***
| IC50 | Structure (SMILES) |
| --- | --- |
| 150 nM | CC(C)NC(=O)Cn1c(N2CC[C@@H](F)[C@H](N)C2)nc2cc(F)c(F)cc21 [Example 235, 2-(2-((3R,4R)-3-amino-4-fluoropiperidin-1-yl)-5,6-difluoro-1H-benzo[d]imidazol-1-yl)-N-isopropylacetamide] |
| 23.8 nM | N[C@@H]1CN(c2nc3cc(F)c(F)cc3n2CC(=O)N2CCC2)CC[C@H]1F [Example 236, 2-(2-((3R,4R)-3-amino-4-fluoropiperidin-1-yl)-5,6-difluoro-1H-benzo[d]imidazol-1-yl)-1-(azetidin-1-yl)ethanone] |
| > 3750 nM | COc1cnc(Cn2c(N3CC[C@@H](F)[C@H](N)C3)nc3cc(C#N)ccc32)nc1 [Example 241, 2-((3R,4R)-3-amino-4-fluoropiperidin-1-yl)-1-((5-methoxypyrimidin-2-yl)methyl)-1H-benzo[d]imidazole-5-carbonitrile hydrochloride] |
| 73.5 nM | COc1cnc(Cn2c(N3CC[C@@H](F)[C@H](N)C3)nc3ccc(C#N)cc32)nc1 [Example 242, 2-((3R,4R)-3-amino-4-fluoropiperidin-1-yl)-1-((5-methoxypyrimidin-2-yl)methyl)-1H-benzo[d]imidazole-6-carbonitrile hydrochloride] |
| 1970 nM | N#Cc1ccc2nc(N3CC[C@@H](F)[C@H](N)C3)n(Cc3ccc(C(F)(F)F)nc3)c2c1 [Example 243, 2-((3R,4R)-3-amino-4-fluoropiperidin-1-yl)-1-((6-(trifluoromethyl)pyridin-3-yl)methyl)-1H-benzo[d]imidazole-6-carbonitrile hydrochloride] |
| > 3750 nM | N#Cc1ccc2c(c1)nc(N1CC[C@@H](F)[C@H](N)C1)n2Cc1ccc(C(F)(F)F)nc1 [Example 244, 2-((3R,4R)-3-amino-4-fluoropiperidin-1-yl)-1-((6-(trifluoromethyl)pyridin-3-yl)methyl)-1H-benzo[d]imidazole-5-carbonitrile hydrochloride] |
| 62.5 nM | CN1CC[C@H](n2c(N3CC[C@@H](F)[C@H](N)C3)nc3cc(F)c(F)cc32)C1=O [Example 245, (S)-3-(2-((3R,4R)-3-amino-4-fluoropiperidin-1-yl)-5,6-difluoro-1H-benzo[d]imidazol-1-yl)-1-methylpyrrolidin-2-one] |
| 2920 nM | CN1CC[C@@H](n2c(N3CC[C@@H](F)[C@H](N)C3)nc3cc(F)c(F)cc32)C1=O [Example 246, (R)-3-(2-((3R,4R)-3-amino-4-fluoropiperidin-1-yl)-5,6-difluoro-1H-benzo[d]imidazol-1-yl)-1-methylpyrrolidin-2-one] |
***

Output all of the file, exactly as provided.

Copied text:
| IC50 | Structure (SMILES) |
| --- | --- |
| 150 nM | CC(C)NC(=O)Cn1c(N2CC[C@@H](F)[C@H](N)C2)nc2cc(F)c(F)cc21 [Example 235, 2-(2-((3R,4R)-3-amino-4-fluoropiperidin-1-yl)-5,6-difluoro-1H-benzo[d]imidazol-1-yl)-N-isopropylacetamide] |
| 23.8 nM | N[C@@H]1CN(c2nc3cc(F)c(F)cc3n2CC(=O)N2CCC2)CC[C@H]1F [Example 236, 2-(2-((3R,4R)-3-amino-4-fluoropiperidin-1-yl)-5,6-difluoro-1H-benzo[d]imidazol-1-yl)-1-(azetidin-1-yl)ethanone] |
| > 3750 nM | COc1cnc(Cn2c(N3CC[C@@H](F)[C@H](N)C3)nc3cc(C#N)ccc32)nc1 [Example 241, 2-((3R,4R)-3-amino-4-fluoropiperidin-1-yl)-1-((5-methoxypyrimidin-2-yl)methyl)-1H-benzo[d]imidazole-5-carbonitrile hydrochloride] |
| 73.5 nM | COc1cnc(Cn2c(N3CC[C@@H](F)[C@H](N)C3)nc3ccc(C#N)cc32)nc1 [Example 242, 2-((3R,4R)-3-amino-4-fluoropiperidin-1-yl)-1-((5-methoxypyrimidin-2-yl)methyl)-1H-benzo[d]imidazole-6-carbonitrile hydrochloride] |
| 1970 nM | N#Cc1ccc2nc(N3CC[C@@H](F)[C@H](N)C3)n(Cc3ccc(C(F)(F)F)nc3)c2c1 [Example 243, 2-((3R,4R)-3-amino-4-fluoropiperidin-1-yl)-1-((6-(trifluoromethyl)pyridin-3-yl)methyl)-1H-benzo[d]imidazole-6-carbonitrile hydrochloride] |
| > 3750 nM | N#Cc1ccc2c(c1)nc(N1CC[C@@H](F)[C@H](N)C1)n2Cc1ccc(C(F)(F)F)nc1 [Example 244, 2-((3R,4R)-3-amino-4-fluoropiperidin-1-yl)-1-((6-(trifluoromethyl)pyridin-3-yl)methyl)-1H-benzo[d]imidazole-5-carbonitrile hydrochloride] |
| 62.5 nM | CN1CC[C@H](n2c(N3CC[C@@H](F)[C@H](N)C3)nc3cc(F)c(F)cc32)C1=O [Example 245, (S)-3-(2-((3R,4R)-3-amino-4-fluoropiperidin-1-yl)-5,6-difluoro-1H-benzo[d]imidazol-1-yl)-1-methylpyrrolidin-2-one] |
| 2920 nM | CN1CC[C@@H](n2c(N3CC[C@@H](F)[C@H](N)C3)nc3cc(F)c(F)cc32)C1=O [Example 246, (R)-3-(2-((3R,4R)-3-amino-4-fluoropiperidin-1-yl)-5,6-difluoro-1H-benzo[d]imidazol-1-yl)-1-methylpyrrolidin-2-one] |